Guest Post by Willis Eschenbach
After I published my previous post, “An Observational Estimate of Climate Sensitivity“, a number of people objected that I was just looking at the average annual cycle. On a time scale of decades, they said, things are very different, and the climate sensitivity is much larger. So I decided to repeat my analysis without using the annual averages that I used in my last post. Figure 1 shows that result for the Northern Hemisphere (NH) and the Southern Hemisphere (SH):
Figure 1. Temperatures calculated using solely the variations in solar input (net solar energy after albedo reflections). The observations are so well matched by the calculations that you cannot see the lines showing the observations, because they are hidden by the lines showing the calculations. The two hemispheres have different time constants (tau) and climate sensitivities (lambda). For the NH, the time constant is 1.9 months, and the climate sensitivity is 0.30°C for a doubling of CO2. The corresponding figures for the SH are 2.4 months and 0.14°C for a doubling of CO2.
I did this using the same lagged model as in my previous post, but applied to the actual data rather than the averages. Please see that post and the associated spreadsheet for the calculation details. Now, there are a number of interesting things about this graph.
First, despite the nay-sayers, the climate sensitivities I used in my previous post do an excellent job of calculating the temperature changes over a decade and a half. Over the period of record the NH temperature rose by 0.4°C, and the model calculated that quite exactly. In the SH, there was almost no rise at all, and the model calculated that very accurately as well.
Second, the sun plus the albedo were all that were necessary to make these calculations. I did not use aerosols, volcanic forcing, methane, CO2, black carbon, aerosol indirect effect, land use, snow and ice albedo, or any of the other things that the modelers claim to rule the temperature. Sunlight and albedo seem to be necessary and sufficient variables to explain the temperature changes over that time period.
Third, the greenhouse gases are generally considered to be “well-mixed”, so a variety of explanations have been put forward to explain the differences in hemispherical temperature trends … when in fact, the albedo and the sun explain the different trends very well.
Fourth, there is no statistically significant trend in the residuals (calculated minus observations) for either the NH or the SH.
Fifth, I have been saying for many years now that the climate responds to disturbances and changes in the forcing by counteracting them. For example, I have held that the effect of volcanoes on the climate is wildly overestimated in the climate models, because the albedo changes to balance things back out.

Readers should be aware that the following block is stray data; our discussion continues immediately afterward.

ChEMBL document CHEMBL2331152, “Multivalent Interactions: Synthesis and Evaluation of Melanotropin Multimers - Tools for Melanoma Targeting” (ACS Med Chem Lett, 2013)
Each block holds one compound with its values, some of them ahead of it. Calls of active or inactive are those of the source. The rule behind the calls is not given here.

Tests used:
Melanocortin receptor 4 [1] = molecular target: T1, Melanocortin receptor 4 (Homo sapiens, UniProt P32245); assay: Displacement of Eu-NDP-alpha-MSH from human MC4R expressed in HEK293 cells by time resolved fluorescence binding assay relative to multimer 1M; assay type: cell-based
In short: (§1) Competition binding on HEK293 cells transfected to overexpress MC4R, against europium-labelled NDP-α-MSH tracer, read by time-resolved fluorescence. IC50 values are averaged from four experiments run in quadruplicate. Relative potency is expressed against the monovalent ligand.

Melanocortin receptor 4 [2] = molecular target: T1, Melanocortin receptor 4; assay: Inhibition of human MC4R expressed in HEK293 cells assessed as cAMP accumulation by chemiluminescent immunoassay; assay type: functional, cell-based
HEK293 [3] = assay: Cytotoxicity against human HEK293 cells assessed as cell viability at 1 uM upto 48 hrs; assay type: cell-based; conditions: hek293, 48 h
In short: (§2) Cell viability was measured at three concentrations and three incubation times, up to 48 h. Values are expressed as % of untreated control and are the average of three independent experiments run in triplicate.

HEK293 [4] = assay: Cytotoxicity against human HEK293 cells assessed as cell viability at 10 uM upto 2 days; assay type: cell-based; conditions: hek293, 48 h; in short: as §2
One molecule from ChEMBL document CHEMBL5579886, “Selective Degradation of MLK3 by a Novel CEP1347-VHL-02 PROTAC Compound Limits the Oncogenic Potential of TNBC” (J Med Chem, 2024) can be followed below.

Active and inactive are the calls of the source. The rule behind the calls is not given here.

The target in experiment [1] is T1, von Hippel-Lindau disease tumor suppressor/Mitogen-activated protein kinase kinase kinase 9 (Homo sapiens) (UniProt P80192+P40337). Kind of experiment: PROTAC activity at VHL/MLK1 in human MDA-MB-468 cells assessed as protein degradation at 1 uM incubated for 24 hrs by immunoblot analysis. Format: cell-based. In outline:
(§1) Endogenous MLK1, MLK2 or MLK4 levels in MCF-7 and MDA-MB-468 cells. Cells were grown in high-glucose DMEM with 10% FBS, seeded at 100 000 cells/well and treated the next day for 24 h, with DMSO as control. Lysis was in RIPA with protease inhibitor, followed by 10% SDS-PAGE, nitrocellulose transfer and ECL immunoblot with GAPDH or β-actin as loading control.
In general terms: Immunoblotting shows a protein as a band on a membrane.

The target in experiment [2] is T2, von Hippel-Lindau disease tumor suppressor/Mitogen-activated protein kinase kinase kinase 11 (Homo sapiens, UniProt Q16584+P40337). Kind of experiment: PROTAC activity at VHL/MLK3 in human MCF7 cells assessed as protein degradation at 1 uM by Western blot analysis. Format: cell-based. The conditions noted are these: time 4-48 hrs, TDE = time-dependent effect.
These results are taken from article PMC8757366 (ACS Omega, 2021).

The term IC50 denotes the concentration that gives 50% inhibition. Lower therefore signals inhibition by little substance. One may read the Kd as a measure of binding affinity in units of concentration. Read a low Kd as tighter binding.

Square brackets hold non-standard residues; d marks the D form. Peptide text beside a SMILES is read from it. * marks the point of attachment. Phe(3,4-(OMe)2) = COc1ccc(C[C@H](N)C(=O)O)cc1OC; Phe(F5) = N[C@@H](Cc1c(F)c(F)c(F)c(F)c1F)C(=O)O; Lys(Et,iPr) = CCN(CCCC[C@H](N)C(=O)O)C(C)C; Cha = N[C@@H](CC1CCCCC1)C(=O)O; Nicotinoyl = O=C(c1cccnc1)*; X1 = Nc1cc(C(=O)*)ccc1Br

We are fortunate in that this dataset encompasses one of the largest volcanic eruptions in modern times, that of Pinatubo … can you pick it out in the record shown in Figure 1? I can’t, and I say that the reason is that the clouds respond immediately to such a disturbance in a thermostatic fashion.
Sixth, if there were actually a longer time constant (tau), or a larger climate sensitivity (lambda) over decade-long periods, then it would show up in the NH residuals but not the SH residuals. This is because there is a trend in the NH and basically no trend in the SH. But the calculations using the given time constants and sensitivities were able to capture both hemispheres very accurately. The RMS error of the residuals is only a couple tenths of a degree.
OK, folks, there it is, tear it apart … but please remember that this is science, and that the game is to attack the science, not the person doing the science.
Also, note that it is meaningless to say my results are a “joke” or are “nonsense”. The results fit the observations extremely well. If you don’t like that, well, you need to find, identify, and point out the errors in my data, my logic, or my mathematics.
All the best,
PS—I’ve been told many times, as though it settled the argument, that nobody has ever produced a model that explains the temperature rise without including anthropogenic contributions from CO2 and the like … well, the model above explains a 0.5°C/decade rise in the ’80s and ’90s, the very rise people are worried about, without any anthropogenic contribution at all.
[UPDATE: My thanks to Stephen Rasey who alertly noted below that my calculation of the trend was being thrown off slightly by end-point effects. I have corrected the graphic and related references to the trend. It makes no difference to the calculations or my conclusions. -w.]
[UPDATE: My thanks to Paul_K, who pointed out that my formula was slightly wrong. I was using
∆T(k) = λ ∆F(k)/τ + ∆T(k-1) * exp(-1 / τ)
∆T(k) = λ ∆F(k)(1 – exp(-1/ τ)) + ∆T(k-1) * exp(-1 / τ)
The result of the error is that I have underestimated the sensitivity slightly, while everything else remains the same. Instead of the sensitivities for the SH and the NH being 0.04°C per W/m2 and 0.08°C per W/m2 respectively, the correct sensitivities should have been 0.05°C per W/m2 and 0.10°C per W/m2.